AWS adds passkeys support, warns root users must enable MFA


AWS

Amazon Web Services (AWS) has introduced FIDO2 passkeys as a new method for multi-factor authentication (MFA) to enhance account security and usability.

Additionally, as announced last October, the internet company reminds us that ‘root’ AWS accounts must enable MFA by the end of July 2024.

Passkeys on AWS

FIDO2 passkeys are physical (hardware keys) or software-based authentication solutions that leverage public key cryptography (public + private pair) to sign a challenge sent by the server used for verifying the authentication attempt.

Unlike one-time passwords, passkeys are resistant to phishing and man-in-the-middle attacks, syncable, support multiple device and OS architectures, and provide strong authentication thanks to their (typically) unbreakable encryption.

Amazon says its implementation allows the flexibility of creating syncable software passkeys to add as an MFA method for AWS accounts, unlocking them through Apple Touch ID on the iPhone, Windows Hello on the laptop, and others.

The internet company says those vulnerable to phishing and social engineering attacks should consider using passkeys for accessing AWS consoles but notes that, ultimately, any form of MFA is better than nothing.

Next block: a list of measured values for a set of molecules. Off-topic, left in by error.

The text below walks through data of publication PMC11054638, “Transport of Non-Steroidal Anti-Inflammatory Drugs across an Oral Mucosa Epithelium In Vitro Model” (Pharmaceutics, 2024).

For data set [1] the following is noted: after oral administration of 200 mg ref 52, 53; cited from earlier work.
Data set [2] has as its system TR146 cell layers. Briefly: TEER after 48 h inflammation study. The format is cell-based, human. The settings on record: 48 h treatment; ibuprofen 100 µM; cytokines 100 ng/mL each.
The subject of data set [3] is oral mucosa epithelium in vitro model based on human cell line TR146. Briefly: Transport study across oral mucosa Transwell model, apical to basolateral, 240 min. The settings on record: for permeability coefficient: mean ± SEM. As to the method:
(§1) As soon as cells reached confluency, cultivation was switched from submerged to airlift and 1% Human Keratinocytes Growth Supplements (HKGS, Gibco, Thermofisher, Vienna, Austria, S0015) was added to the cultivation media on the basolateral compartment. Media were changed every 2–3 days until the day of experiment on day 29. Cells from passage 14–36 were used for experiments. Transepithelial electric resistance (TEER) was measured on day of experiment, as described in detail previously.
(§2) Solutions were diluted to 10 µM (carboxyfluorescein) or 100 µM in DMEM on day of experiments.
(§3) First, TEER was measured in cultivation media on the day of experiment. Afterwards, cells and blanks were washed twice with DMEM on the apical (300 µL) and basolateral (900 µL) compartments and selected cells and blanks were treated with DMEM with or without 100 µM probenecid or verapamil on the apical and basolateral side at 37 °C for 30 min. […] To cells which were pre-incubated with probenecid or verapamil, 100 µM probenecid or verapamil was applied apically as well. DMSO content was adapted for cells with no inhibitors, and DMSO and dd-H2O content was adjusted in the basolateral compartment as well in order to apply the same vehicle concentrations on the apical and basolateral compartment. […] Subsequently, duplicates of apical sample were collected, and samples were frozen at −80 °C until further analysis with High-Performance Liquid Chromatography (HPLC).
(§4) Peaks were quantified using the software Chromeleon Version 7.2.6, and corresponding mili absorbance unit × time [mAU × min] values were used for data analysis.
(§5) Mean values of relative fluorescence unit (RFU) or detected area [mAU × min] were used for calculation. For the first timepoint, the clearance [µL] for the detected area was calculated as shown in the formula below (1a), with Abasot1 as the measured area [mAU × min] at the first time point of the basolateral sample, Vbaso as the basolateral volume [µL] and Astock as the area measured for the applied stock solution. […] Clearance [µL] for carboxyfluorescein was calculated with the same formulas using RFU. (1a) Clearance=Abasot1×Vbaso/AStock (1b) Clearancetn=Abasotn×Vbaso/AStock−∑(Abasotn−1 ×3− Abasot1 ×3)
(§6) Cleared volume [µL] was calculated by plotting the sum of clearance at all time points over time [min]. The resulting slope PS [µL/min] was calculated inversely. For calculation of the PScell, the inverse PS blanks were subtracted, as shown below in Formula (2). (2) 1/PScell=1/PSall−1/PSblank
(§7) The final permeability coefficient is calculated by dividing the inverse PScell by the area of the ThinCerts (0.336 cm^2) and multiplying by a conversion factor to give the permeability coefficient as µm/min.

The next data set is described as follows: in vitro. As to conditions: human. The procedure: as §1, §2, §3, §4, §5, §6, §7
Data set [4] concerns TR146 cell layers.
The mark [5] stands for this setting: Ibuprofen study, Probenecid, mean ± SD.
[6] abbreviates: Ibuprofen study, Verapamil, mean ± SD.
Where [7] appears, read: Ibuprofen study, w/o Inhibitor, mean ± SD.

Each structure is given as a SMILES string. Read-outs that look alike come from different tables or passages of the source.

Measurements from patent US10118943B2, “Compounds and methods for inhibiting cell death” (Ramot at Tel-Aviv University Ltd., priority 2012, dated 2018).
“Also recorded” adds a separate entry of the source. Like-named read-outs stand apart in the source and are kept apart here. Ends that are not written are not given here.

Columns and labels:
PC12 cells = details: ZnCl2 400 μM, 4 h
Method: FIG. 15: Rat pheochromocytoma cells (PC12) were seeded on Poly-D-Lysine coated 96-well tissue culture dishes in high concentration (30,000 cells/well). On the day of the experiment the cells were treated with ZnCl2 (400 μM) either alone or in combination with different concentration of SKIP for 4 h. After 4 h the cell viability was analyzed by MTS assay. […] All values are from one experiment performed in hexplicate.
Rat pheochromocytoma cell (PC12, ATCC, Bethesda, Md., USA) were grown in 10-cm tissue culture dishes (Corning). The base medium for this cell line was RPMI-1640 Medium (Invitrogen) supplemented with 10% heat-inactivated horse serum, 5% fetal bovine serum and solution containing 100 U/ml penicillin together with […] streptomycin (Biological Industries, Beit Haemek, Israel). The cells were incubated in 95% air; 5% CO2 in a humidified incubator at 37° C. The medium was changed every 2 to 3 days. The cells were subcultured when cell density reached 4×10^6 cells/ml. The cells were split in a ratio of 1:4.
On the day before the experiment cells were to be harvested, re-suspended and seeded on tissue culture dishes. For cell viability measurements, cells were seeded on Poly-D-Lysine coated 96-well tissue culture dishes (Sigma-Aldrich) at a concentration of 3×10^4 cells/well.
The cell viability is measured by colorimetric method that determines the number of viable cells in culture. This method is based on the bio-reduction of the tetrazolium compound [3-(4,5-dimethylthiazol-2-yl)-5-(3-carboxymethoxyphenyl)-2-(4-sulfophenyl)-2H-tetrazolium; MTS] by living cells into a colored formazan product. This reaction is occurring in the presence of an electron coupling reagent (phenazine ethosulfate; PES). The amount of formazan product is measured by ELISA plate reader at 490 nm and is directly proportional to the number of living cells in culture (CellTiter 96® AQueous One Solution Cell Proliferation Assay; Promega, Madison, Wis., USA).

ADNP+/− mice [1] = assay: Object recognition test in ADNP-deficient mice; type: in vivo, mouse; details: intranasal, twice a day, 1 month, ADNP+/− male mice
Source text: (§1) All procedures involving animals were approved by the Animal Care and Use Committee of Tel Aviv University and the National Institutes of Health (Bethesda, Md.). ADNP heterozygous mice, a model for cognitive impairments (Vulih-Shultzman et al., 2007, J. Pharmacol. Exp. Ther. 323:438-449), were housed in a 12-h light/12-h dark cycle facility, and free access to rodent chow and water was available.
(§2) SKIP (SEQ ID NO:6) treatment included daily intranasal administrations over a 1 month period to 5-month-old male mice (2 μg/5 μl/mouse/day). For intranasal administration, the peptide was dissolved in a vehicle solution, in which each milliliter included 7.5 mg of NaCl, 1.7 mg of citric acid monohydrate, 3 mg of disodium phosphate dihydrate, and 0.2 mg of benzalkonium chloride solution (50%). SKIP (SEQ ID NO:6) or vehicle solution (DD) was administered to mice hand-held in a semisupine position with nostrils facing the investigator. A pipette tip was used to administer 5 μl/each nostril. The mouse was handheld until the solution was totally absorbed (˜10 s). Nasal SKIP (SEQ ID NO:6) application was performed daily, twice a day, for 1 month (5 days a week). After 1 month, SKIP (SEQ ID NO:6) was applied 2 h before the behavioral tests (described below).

Amazon tells customers that when choosing MFA, it is important to consider the security model of the passkey providers, including how they handle access and recovery of the key vault.

Push for MFA adoption

Mandatory MFA usage will begin with standalone root account users starting in July 2024, with the rollout impacting a small number of customers initially and gradually expanding over several months to give users a grace period.

Initially, the requirement will only apply to root users, who have the highest level of access and can make significant changes to the AWS environment, as those are more susceptible to damaging attacks.

A pop-up alert will be displayed at sign-in to remind impacted account holders of the new requirement.

Root users of member accounts in AWS organizations and general user accounts will not be immediately required to activate an MFA step, though they’re strongly encouraged to do so for optimal security.

The MFA requirement is expected to be extended to other user categories, but plans on this will be shared later in the year.

Amazon says it has recently committed to enhancing MFA adoption by signing CISA’s Secure by Design pledge, so the company is actively working towards that goal.

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